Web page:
In the last few years as Strava has increasingly dominated cyclists’ data capture — as well as many of our conversations — our dependence on the platform has become a source of amusement mixed with mild concern.
“If it’s not on Strava,” riders quip, “it didn’t happen.” When the site suffered a short outage last year, social media went wild with panicked cyclists unable to upload their rides and pore over their KOMs/QOMs, and virtual trophies. Though this intense devotion to Strava may seem harmless and often funny, is the site becoming a source of real pain as well as pride?
Ben Dowman (pictured above) is a psychologist, performance coach and neuro-linguistic programming (NLP) specialist. He is also a self-confessed Strava addict.
“As with any addiction, the realisation that you have a problem is a slow trickle — it crept up on me,” he says. “One day I looked at all the small things I had been doing, such as the day my housemate came home to find me naked in the kitchen because I’d started uploading while getting changed. There I was, waiting for it to complete, desperate to see my segments, with nothing on.
“I thought about the times I had been rushing around looking for Wi-Fi when on holiday so I could upload my rides. The time I spent three hours on my laptop looking at segments I wanted to have a go at. I have a list of segments filed under the wind direction I need, so that when I check the weather I have a quick reference for which segments I need to go for.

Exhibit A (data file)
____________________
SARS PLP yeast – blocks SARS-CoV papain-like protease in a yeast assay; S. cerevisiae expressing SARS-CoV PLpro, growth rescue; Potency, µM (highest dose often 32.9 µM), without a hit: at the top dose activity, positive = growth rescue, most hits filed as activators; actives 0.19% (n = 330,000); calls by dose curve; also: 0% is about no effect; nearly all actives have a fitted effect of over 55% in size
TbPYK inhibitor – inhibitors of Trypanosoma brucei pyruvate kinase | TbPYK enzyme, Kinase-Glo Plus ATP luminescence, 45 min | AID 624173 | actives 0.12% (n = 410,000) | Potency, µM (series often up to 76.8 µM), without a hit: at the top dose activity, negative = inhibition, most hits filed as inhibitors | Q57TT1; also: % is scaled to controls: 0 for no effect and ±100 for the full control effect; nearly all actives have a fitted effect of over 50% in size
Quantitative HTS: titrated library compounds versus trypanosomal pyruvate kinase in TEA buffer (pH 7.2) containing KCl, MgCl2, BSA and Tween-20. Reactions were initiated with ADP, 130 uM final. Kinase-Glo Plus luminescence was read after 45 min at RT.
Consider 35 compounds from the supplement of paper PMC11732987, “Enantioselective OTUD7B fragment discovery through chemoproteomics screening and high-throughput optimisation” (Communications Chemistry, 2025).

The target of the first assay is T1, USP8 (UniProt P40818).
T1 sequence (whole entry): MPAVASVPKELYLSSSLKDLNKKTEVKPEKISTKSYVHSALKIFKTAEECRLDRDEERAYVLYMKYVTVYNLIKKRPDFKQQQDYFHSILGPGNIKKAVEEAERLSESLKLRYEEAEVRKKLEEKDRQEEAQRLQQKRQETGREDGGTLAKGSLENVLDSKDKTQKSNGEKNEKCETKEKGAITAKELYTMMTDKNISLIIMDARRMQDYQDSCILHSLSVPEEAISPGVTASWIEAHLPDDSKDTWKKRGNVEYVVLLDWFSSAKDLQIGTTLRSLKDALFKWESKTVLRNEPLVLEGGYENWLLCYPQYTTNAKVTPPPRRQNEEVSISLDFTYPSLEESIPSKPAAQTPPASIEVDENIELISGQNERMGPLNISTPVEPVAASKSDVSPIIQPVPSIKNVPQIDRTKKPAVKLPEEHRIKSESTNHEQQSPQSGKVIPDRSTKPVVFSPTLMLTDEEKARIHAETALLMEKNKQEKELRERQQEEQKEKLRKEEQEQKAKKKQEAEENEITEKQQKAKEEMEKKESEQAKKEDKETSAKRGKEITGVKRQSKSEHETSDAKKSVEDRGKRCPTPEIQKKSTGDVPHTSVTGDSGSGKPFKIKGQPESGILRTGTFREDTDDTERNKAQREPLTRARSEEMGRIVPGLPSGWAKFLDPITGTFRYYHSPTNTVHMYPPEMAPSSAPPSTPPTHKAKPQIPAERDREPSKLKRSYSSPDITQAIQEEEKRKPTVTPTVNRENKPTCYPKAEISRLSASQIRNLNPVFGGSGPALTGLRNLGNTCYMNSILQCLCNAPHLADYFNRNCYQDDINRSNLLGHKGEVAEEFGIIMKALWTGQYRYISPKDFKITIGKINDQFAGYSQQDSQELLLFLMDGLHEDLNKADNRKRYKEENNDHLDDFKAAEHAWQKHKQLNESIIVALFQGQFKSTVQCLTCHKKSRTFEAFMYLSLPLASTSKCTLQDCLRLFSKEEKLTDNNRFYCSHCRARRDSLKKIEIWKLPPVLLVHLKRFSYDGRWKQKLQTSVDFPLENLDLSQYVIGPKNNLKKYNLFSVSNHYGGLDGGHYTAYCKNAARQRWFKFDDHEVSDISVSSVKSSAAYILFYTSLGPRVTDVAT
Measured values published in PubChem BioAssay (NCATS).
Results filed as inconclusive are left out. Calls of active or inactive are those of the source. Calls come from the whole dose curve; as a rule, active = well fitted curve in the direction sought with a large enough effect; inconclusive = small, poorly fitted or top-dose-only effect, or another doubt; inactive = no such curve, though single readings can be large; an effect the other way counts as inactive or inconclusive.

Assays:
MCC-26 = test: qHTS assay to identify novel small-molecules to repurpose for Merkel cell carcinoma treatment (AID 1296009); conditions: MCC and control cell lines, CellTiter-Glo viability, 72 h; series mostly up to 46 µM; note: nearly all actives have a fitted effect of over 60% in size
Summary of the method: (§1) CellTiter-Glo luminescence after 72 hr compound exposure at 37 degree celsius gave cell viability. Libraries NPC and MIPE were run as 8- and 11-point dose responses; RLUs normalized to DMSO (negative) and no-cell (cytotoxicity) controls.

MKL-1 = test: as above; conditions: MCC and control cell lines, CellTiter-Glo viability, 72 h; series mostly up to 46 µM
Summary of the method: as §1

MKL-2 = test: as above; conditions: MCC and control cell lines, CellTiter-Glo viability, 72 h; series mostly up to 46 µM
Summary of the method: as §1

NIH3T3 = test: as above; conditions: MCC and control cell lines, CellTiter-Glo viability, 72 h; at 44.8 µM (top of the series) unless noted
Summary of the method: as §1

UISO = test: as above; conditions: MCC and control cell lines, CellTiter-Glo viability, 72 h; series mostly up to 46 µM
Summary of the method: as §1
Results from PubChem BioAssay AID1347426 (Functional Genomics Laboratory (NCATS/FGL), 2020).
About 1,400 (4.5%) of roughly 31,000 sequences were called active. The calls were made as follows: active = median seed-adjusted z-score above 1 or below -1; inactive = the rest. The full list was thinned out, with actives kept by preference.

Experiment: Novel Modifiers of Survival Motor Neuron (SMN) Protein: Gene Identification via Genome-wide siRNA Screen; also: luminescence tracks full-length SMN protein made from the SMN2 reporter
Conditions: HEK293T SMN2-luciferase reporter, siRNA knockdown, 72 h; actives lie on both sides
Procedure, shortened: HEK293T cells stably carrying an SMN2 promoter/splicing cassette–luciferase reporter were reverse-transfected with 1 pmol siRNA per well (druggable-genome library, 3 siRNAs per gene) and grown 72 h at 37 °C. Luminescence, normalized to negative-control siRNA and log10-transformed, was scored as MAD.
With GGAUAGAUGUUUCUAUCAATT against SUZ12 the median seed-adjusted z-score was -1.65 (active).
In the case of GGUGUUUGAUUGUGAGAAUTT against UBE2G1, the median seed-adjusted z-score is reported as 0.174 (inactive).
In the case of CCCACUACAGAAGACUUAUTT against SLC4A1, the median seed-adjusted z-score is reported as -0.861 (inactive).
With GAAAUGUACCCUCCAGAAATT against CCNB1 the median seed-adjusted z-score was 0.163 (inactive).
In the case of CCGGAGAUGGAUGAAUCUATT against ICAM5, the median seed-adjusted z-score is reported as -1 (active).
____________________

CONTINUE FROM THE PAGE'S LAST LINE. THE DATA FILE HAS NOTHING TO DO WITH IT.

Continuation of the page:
“I admit that going out the next day to get a KOM back is pretty childish, but I have done it. I know at any given time exactly how many KOMs I have — 268 at the moment. Rides felt wasted if I wasn’t gunning for a segment. All these little things added up.
“The crunch came one night when I was out for dinner with my girlfriend and I got a notification that I had lost a KOM and then struggled all night to enjoy myself. After that she told me to turn off instant notifications, as it was not good for our relationship.”
Addiction is defined as “a compulsive need for and use of a habit-forming substance; persistent compulsive use of a substance known by the user to be harmful.” On that basis, when we talk about Strava addiction, are we using too strong a term?
“There is never a black-and-white definition of what an addiction is,” explains Dowman. “To identify an addiction, you might check against a list of behaviours. An addicted person might manifest many of them, whereas others may show only one or two.
“Think about an alcohol addiction: it’s not whether you drink, as lots of people do, but how you drink — people can be alcoholics without it being obvious. It can be subtle. There are plenty of people out there who are addicted to cycling in a way that is not problematic.”
On the other hand, plenty of Strava users are willing to admit that the app is habit-forming and that their use of it is compulsive. Strava addiction is a cycling joke and a social media hashtag, but there is a shadowy side to it.